The polls have opened this morning in Greece for crucial elections which could determine the country’s future in the eurozone.
The main contenders, the right-wing New Democracy and left-wing Syriza, are at odds over whether broadly to stick with the tough EU bailout deal, or reject it and boost social spending.
Opinion polls are banned for two weeks before voting but unofficial polls say the result is too close to call.
EU leaders say if Greece rejects the bailout, it may have to leave the euro.
The poll, the second in six weeks, was called after a vote on 6 May proved inconclusive.
Sunday’s vote is being watched around the world, amid fears that a Greek exit from the euro could spread contagion to other eurozone members and send turmoil throughout the global economy.
Tough austerity measures were attached to the two international bailouts awarded to Greece, an initial package worth 110 billion Euros ($138 billion) in 2010, then a follow-up last year worth 130 billion Euros.
Many Greeks are unhappy with the conditions attached to deals which have been keeping Greece from bankruptcy and all but one of the parties standing for election have promised some degree of renegotiation of the terms.
In remarks quoted by the Reuters news agency a few hours before polls opened, the head of the Organization for Economic Co-operation and Development Angel Gurria suggested that the next Greek government should be given a chance to revisit the bailout conditions.
“If that is the condition presented for Greece to stay [in the eurozone] and then move on, I would say it is probably something that should be attempted,” he was quoted as saying.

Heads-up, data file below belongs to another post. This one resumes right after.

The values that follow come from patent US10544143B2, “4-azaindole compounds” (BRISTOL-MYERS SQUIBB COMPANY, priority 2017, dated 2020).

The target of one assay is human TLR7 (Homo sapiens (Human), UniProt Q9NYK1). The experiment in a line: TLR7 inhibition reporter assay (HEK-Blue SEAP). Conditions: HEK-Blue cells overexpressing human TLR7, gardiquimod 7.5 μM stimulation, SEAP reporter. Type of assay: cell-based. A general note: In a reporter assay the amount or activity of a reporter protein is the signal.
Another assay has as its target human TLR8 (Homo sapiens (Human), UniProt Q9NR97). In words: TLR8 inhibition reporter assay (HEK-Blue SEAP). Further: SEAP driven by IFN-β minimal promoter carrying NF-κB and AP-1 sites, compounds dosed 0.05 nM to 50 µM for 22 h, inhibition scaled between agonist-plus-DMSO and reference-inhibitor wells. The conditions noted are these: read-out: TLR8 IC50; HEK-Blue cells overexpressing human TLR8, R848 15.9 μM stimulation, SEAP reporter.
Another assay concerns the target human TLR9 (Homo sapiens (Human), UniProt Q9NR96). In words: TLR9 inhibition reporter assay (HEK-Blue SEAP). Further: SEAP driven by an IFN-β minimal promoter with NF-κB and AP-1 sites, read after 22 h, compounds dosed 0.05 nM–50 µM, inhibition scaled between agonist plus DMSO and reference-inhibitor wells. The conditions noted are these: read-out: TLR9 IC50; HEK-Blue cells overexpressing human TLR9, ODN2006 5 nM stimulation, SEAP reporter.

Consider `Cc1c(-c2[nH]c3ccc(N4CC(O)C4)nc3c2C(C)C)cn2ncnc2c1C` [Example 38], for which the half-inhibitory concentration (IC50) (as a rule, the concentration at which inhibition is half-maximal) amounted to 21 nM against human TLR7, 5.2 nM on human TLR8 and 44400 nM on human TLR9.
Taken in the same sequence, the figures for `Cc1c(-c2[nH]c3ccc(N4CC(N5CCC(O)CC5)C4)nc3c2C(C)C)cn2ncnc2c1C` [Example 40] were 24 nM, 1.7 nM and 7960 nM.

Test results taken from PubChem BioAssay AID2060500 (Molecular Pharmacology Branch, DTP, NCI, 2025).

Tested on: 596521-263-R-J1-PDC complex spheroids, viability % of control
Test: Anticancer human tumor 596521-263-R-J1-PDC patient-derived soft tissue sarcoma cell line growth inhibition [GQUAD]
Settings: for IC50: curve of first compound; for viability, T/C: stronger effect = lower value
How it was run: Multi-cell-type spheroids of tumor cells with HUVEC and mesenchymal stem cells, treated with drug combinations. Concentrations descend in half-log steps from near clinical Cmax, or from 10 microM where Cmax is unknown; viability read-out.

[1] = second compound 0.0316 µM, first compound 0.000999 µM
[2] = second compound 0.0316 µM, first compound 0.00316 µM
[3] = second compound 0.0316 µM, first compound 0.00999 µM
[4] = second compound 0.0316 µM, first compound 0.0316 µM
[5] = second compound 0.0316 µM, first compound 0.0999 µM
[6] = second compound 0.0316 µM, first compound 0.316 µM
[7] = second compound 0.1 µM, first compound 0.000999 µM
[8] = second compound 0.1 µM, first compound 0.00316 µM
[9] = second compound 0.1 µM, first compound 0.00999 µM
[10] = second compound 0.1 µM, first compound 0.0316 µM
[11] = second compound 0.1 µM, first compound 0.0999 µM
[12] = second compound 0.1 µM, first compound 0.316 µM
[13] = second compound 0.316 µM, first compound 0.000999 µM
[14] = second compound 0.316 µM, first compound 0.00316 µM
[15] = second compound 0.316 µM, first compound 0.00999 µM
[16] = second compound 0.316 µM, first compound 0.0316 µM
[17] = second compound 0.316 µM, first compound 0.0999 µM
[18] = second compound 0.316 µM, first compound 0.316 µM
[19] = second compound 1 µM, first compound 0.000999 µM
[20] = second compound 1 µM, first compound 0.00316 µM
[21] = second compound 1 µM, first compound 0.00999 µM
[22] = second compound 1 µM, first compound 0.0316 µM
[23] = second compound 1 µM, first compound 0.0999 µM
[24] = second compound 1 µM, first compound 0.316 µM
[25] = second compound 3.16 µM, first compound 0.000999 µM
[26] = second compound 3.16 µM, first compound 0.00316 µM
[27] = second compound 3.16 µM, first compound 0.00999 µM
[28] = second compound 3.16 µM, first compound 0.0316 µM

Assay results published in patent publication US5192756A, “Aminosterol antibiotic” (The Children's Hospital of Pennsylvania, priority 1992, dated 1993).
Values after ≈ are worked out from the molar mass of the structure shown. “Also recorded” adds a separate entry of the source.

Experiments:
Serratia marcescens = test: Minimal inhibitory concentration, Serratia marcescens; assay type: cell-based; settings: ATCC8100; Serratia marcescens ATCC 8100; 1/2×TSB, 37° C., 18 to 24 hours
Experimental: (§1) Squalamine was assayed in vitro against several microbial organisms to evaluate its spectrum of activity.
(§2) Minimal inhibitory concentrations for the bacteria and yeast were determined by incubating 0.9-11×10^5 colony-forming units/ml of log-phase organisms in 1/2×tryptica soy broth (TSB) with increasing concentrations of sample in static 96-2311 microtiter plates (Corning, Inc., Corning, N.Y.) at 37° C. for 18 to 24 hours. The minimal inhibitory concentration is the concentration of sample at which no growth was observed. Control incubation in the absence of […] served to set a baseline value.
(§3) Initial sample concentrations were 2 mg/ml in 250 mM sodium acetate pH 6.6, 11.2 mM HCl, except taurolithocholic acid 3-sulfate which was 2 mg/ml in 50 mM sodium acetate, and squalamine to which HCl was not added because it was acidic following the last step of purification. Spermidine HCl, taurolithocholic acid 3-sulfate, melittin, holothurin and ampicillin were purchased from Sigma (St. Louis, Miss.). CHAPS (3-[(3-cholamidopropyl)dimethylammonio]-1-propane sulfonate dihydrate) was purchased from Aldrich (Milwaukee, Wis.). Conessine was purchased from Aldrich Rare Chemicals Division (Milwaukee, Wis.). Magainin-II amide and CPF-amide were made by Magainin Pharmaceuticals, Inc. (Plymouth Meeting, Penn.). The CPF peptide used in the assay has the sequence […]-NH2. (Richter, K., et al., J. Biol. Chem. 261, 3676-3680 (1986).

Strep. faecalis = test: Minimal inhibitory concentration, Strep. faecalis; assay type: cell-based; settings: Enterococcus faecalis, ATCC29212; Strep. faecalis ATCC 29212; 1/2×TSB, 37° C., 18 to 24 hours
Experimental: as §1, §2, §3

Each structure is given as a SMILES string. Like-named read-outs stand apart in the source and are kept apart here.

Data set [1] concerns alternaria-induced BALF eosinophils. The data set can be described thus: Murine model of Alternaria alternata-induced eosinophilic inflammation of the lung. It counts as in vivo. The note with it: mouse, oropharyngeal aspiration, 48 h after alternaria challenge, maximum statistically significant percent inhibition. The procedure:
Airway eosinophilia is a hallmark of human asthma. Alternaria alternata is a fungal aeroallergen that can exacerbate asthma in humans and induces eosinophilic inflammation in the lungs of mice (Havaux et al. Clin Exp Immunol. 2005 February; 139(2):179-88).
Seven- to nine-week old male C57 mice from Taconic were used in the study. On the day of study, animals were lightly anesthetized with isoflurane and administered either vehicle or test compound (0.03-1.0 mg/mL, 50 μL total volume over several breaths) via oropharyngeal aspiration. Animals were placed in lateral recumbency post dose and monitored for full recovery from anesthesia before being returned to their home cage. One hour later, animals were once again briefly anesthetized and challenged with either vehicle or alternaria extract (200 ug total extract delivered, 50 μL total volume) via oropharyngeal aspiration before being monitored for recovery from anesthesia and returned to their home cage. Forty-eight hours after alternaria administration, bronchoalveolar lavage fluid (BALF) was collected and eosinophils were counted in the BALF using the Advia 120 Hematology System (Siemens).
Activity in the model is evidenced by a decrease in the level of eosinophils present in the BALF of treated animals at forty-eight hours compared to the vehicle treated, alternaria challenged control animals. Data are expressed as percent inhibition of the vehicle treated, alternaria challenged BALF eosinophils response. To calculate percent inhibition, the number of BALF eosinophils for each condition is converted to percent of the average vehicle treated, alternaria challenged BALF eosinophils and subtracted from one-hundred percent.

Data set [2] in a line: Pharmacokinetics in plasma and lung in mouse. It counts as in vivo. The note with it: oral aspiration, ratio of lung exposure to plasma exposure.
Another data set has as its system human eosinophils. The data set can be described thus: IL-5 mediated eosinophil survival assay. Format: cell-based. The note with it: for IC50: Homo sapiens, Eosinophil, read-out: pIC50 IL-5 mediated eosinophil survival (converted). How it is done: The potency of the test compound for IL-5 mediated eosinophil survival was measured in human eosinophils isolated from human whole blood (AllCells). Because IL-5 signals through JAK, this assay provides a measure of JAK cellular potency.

But Germany, which has the eurozone’s most powerful economy, insists Greece, like other member states which have received international bailouts, must abide by the austerity conditions.
On the eve of the vote, Chancellor Angela Merkel said: “It is extremely important that tomorrow’s Greek elections lead to a result in which those who form the government say, ‘Yes, we want to keep to our commitments.'”
Like Angel Gurria, the German chancellor and several other European leaders will be attending the G20 summit in the Mexican resort of Los Cabos on Monday, which is set to be dominated by the eurozone crisis and the aftermath of the election.
The head of New Democracy, Antonis Samaras, told supporters on Friday that he would lead the country out of the financial crisis, while staying in the eurozone.
He broadly accepts Greece’s international bailout, but says he will renegotiate the terms of the agreement to seek a better deal for Greeks.
“We will exit the crisis; we will not exit the euro. We will not let anyone take us out of Europe,” Antonis Samaras said.
The youthful head of Syriza, Alexis Tsipras, rejects the bailout, but wants Greece to stay in the eurozone, saying a bailout is possible without the kind of drastic cuts demanded of Greece.
“Brussels expect us, we are coming on Monday to negotiate over people’s rights, to cancel the bailout,” he told a final rally on Thursday.
Greeks were celebrating hours before the polls opened, after their national football team qualified for the quarter finals of Euro 2012 with a surprise 1-0 win over Russia.
“We are proud that we gave the people back home some joy and a break from their problems – even for a short while,” striker Georgios Samaras said.
The Kathimerini website noted that Greeks had few reasons to feel national pride at the moment, but sport had provided them with plenty of it. The victory could lead to a quarter-final tie against Germany.